Bard of the south Victor Billot joins the circus
The Lady of the Tape
So it was that the Imperial Circus
found itself short of material.
There was nothing of interest anywhere.
The piles of plague victims no longer
moved the hearts of the people;
the distant wars in The Land of Ut
were old news.
Yet each night at the Imperial Circus
the people demanded red meat:
they wished to see the blood
and gloat on the shrieks of the unfortunate.
So the producers of the Imperial Circus
and the jugglers and fire breathers and the carny people
struggled mightily and scraped all manner
of thanks barrels to come up with something.
Lo, a gent with a squad of dancing fleas!
Lo, a performing 150 year old seal!
Behold, a stuffed Dodo from the Lonely Isles!
But none could provide that all important
three minutes of utter vapidity the people demanded.
But then the Executive Vizier of Entertainments said:
we could bring in Lady Lou.
Yea, verily there was silence; the silence stretched on;
the silence grew embarrassing in its profound length.
And the Mighty Vizier said, remember Lady Lou of Gaffer?
And a vague memory stirred in the minds of the circus people.
It’s all we’ve got, said the Grand Vizier of Entertainments.
But there was great confusion and hubbub.
And one of the sad faced clowns stepped up and sayeth:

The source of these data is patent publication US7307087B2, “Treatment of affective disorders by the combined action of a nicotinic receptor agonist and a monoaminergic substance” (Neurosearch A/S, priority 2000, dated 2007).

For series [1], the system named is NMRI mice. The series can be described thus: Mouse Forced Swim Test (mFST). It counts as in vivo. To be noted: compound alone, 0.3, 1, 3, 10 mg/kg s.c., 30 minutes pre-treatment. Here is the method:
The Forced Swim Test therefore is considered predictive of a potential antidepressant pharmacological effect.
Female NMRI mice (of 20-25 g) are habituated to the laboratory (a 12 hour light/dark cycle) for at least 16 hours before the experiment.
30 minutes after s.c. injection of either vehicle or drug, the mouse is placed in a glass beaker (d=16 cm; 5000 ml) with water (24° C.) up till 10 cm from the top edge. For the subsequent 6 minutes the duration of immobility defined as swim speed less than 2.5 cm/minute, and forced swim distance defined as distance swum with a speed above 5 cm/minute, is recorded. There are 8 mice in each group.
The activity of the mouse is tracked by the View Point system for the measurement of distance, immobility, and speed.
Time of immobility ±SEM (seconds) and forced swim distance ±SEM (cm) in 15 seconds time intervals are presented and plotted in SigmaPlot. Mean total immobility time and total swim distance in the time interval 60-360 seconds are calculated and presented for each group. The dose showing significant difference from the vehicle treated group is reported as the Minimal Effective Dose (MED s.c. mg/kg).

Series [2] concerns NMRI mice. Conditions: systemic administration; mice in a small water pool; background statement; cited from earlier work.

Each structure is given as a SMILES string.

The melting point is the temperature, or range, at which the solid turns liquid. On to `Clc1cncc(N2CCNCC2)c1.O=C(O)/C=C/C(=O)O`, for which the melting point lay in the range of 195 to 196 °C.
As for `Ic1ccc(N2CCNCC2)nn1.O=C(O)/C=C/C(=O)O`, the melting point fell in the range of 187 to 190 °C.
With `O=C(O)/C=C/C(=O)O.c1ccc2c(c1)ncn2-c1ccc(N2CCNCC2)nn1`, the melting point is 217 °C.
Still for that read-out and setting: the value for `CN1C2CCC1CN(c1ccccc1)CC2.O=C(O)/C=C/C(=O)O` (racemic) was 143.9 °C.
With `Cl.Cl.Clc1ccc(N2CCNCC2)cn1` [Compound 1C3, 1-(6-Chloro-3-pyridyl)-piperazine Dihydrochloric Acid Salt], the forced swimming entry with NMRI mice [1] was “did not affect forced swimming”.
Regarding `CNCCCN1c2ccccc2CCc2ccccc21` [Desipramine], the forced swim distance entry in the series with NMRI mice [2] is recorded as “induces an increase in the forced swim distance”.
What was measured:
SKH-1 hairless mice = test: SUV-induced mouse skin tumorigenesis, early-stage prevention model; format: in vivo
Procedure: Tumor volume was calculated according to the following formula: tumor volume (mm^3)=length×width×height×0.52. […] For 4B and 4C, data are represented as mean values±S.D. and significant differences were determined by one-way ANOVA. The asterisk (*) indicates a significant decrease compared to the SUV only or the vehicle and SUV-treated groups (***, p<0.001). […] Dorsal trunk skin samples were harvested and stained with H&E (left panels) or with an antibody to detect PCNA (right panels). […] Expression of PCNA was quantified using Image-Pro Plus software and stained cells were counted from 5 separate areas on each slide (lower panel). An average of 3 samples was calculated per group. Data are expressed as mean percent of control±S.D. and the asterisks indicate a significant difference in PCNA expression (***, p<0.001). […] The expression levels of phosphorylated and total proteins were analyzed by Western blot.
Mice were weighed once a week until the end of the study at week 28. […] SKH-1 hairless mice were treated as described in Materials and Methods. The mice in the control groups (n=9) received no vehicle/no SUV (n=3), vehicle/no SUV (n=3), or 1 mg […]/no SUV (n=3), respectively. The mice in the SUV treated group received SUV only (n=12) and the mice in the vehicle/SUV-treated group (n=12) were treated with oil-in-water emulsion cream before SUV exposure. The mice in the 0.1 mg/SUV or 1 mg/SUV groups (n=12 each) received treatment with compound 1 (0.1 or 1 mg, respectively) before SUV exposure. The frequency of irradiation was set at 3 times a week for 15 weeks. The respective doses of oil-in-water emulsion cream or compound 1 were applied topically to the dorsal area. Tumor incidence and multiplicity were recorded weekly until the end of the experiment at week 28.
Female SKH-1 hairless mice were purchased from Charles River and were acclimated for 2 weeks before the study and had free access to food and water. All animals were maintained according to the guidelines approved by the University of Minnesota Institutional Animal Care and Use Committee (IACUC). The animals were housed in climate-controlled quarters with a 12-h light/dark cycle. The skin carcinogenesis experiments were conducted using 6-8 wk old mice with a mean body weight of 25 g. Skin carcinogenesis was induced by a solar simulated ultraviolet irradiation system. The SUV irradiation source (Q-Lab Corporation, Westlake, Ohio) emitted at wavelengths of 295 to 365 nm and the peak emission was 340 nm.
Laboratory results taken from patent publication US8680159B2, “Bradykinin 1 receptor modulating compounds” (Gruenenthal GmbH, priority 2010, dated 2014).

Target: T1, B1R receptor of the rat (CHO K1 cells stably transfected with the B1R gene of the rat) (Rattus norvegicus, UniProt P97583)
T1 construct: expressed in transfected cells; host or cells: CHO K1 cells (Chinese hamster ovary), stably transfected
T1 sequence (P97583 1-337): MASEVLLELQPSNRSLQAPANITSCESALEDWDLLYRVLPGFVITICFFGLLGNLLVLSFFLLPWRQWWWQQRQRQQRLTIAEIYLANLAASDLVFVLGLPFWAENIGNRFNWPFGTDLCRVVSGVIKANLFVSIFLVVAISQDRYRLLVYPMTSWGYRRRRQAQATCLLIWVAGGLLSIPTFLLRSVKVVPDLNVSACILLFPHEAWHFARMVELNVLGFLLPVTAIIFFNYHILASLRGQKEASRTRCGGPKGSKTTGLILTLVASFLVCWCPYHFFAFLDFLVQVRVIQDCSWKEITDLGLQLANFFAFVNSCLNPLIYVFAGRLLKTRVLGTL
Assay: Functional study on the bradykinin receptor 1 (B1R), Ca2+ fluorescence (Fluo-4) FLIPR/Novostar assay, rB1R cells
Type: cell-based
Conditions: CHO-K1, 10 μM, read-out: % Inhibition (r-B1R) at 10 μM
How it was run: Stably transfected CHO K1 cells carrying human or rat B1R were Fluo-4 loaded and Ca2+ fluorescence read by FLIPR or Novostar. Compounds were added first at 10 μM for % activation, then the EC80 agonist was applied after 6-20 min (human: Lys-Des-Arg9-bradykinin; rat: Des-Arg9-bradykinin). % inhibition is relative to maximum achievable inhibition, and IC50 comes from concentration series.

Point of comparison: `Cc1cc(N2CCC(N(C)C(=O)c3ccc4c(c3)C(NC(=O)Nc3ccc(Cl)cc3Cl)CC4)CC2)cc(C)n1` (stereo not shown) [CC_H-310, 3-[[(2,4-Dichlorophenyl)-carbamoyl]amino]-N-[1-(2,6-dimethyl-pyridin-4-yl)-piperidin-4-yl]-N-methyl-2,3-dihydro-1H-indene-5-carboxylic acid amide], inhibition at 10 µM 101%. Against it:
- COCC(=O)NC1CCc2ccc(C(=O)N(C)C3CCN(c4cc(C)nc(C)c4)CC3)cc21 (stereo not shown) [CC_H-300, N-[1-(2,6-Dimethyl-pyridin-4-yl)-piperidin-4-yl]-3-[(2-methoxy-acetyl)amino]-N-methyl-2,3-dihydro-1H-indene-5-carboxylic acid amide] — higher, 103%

O Esteemed Vizier of Entertainments, Lady Lou
has even less entertainment value than the dancing fleas,
the performing seal and the stuffed Dodo.
And the Glorious Vizier withdrew to his chambers
and brooded six long days on such a question:
for indeed, there was little of entertainment value here,
even of the most vapid and slight nature.
But on the seventh day, a great shining light
of inspiration illuminated his troubled mind.
So the Most Revered Vizier of Entertainments
went out and addressed the Entire Troupe.
Hear ye, O loyal Circus staff!
We will asketh Lady Lou to mocketh the fat people.
And the Circus staff went wild,
for this entertainment plunged to hitherto
unknown depths of mindbending vapidity,
and thus the Entire Troupe knew it would be a mighty hit
with all the people of the Queendom.
Victor Billot has previously felt moved to compose Odes for such luminaries as Christopher Luxon, Mike Hosking, Clarke Gayford, Brian Tamaki, and Garrick Tremain.